Purpose of Commandments, part 2: Protection

In just about every lesson and sermon I’ve heard about the purpose of commandments, there is always the mention of protection. We are protected by the commandments. If we live them our lives are easier, we are blessed with peace and kept from pain and heartache that comes from unrighteous living.

There is much about that statement that is true. And yet, life is still hard. There will always be heartache and difficulty. Even when you are obedient, you are affected by the choices of others and the simple chaos and struggle of life. So, what exactly are we protecting ourselves from? Yeah, I’m not dumb enough to go looking for trouble, but am I really meant to live my life in fear? If the fruits of the Spirit are peace and comfort, and fear is the antithesis of faith, would the Spirit teach me righteousness with fear?

When I think of the commandments that have protected me, the first to come to mind is the Word of Wisdom. The Word of Wisdom is a health code that prohibits alcohol, tobacco, and non-medicinal drugs. Living this way my entire life means I have never had a drink of alcohol, never smoked a cigarette or anything stronger, never even had a drink of coffee. There are those that think I’m missing out on something in life, but when I weigh what they are promising with the very real threat of alcoholism, I think I’ve come out on top. I know from several family members the hardships that come with addiction, and I have been affected by alcoholism from a very young age. Because of this, I have always had a fear of alcohol—a fear of becoming an alcoholic and of those who drink. This commandment eased a fear that was already there, and I have lived my life with incredible peace.

Near the beginning of the revelation that outlines the Word of Wisdom, the Lord says it is “adapted to the capacity of the weak and the weakest of all saints who are or can be called saints.” I see in this a sort of group protection for those of us that are weak in our tendencies to become addicted. I don’t actually know if I would become an alcoholic, but I’m afraid of it. My church community gives me safety so I don’t have to know the answer to that question; I can live a life completely free of addiction. There are those in my faith that can drink alcohol without becoming addicted. We don’t necessarily know who they are, because we haven’t tested it. As a weaker saint, I thank the stronger ones for giving up alcohol so that I do not need to feel pressured or weak. I can simply put it away and think on other things.

Surprisingly, my friends in college were able to do a similar thing. My friends would drink from time to time, perhaps having beer or wine at dinners or parties. Always considerate of me and wanting me to be comfortable, they made sure there were other options available. Sometimes this was including a non-alcoholic beverage, other times it was a way for me to leave should I become uncomfortable. If I went to a party being held by a friend, I always went early before people were particularly drunk and left early. I rarely left alone. They would drink less or not at all if it was a smaller party and they wanted me to be there and fully comfortable. They were always considerate of my choice in whether or not I would attend a party and made sure that I did so safely. In a very different type of community, I still felt protected.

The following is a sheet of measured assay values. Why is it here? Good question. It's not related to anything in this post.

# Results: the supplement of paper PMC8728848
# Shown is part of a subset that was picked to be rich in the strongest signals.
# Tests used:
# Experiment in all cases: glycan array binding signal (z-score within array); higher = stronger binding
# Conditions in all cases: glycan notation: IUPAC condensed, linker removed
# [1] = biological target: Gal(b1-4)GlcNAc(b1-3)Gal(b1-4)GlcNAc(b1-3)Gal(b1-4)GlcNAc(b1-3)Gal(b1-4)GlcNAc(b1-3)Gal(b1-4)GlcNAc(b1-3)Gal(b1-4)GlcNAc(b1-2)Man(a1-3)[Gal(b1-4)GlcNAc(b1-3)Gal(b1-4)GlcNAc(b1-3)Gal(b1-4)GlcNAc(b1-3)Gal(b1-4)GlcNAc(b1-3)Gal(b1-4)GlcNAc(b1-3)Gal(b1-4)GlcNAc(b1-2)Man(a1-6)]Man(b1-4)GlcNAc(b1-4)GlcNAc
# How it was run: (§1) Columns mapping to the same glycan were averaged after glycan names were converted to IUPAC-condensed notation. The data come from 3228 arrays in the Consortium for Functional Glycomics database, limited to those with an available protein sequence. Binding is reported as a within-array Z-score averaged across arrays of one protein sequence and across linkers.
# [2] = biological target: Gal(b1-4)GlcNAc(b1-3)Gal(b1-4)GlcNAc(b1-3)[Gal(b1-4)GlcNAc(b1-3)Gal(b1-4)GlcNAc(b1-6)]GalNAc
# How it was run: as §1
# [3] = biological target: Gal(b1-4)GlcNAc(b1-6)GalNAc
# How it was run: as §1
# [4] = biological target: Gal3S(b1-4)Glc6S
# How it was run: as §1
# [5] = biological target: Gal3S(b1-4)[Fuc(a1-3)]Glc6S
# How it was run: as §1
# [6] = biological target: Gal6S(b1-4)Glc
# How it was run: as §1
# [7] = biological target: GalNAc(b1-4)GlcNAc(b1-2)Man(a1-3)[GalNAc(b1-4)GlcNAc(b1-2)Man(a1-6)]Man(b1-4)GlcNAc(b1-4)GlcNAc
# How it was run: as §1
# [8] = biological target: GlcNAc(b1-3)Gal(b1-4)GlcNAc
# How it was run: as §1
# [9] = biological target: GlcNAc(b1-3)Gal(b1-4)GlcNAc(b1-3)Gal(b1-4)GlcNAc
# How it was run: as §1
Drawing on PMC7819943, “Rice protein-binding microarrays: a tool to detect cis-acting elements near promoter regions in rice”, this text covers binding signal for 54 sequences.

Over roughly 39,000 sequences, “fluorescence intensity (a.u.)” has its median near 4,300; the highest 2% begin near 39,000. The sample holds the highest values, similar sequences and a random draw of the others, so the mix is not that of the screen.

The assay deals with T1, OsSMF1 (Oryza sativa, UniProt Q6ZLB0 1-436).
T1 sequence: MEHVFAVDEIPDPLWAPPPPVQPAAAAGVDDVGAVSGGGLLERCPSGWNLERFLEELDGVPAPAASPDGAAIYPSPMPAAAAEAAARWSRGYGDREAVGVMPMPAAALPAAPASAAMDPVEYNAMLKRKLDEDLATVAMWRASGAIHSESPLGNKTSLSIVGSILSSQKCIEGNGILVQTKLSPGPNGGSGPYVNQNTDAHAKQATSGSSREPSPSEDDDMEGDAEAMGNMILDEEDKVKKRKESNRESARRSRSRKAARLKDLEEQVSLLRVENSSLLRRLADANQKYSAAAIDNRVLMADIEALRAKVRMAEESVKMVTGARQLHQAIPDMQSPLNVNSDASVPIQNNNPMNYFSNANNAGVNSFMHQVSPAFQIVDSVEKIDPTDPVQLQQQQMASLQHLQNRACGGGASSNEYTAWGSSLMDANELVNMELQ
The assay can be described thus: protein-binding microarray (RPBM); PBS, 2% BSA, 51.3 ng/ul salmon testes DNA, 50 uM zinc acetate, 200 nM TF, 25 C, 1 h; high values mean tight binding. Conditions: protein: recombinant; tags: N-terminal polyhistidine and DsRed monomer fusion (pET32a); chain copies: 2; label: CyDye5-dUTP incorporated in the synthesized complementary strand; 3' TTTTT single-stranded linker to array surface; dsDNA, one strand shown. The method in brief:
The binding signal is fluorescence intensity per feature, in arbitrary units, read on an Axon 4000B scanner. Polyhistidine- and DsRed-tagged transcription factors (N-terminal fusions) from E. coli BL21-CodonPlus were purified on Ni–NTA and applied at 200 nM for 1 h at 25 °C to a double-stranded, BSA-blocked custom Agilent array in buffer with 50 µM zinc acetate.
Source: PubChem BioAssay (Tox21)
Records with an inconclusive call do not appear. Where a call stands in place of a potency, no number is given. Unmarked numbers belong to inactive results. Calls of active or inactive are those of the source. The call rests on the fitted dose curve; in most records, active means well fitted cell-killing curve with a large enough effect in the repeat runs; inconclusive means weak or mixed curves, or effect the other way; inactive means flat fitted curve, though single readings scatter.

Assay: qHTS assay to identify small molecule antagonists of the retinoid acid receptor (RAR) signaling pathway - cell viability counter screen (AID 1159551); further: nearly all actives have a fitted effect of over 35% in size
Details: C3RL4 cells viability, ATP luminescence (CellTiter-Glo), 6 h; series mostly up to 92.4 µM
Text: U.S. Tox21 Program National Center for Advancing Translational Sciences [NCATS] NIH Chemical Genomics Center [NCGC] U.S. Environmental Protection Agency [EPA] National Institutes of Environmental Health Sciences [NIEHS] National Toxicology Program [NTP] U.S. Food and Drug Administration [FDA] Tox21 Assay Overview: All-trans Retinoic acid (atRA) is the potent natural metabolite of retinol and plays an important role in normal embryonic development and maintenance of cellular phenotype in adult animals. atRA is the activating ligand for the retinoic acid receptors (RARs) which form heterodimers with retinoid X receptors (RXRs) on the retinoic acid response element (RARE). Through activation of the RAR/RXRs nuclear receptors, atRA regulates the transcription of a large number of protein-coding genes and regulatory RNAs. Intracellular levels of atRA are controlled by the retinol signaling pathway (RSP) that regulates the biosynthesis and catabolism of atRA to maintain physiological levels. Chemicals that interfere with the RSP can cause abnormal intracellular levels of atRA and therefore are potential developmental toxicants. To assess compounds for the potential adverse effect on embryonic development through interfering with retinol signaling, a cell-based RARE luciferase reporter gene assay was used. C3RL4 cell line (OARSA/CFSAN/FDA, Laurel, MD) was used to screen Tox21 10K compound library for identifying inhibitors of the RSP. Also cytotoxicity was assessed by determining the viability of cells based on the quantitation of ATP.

Ultimately, I think the commandments help us protect each other. When we love one another, we care for one another’s fears and we seek to alleviate them. That is the work and fruit of the Spirit. 

Sometimes, when we teach a commandment from a protection perspective, we use fear instead of a voice of warning. Those we are attempting to teach feel threatened or belittled. The difference between fearmongering and warning is love. I could have preached the Word of Wisdom to my friends and refused to be with them unless they lived as I did, but that is manipulative rather than friendly. If they had not cared for my feelings, then I would have known they were not my friends, and I would not have trusted them and would instead have looked elsewhere. But they were always considerate of me. I like to think that they knew I would always help them too. I didn’t need to use fear, I just loved them. They came up with their own “commandments” to keep me safe and I kept mine. Protect the relationship first and it will endure even when commandments are broken, warnings not heeded, fears realized. When there is love and a desire to build trust, the commandments you must follow will become very clear. 

The doctrine behind all commandments is that God loves his children and is prepared to help and heal at all times. The price is paid. He’s not going to get mad at you for cashing in and using the help He’s ready to bestow. Please, don’t think of God as mean and manipulative. The more you know Him, the more you will hear the voice of warning instead of the threatening thunder.

In the meantime, think about how your actions are affecting those around you. Is there someone you’re hurting that you can protect by keeping a commandment? That person could be yourself. We all want to protect those we love, and God is no different. 

Leave a Reply

Fill in your details below or click an icon to log in:

WordPress.com Logo

You are commenting using your WordPress.com account. Log Out /  Change )

Google photo

You are commenting using your Google account. Log Out /  Change )

Twitter picture

You are commenting using your Twitter account. Log Out /  Change )

Facebook photo

You are commenting using your Facebook account. Log Out /  Change )

Connecting to %s

Blog at WordPress.com.

Up ↑

%d bloggers like this: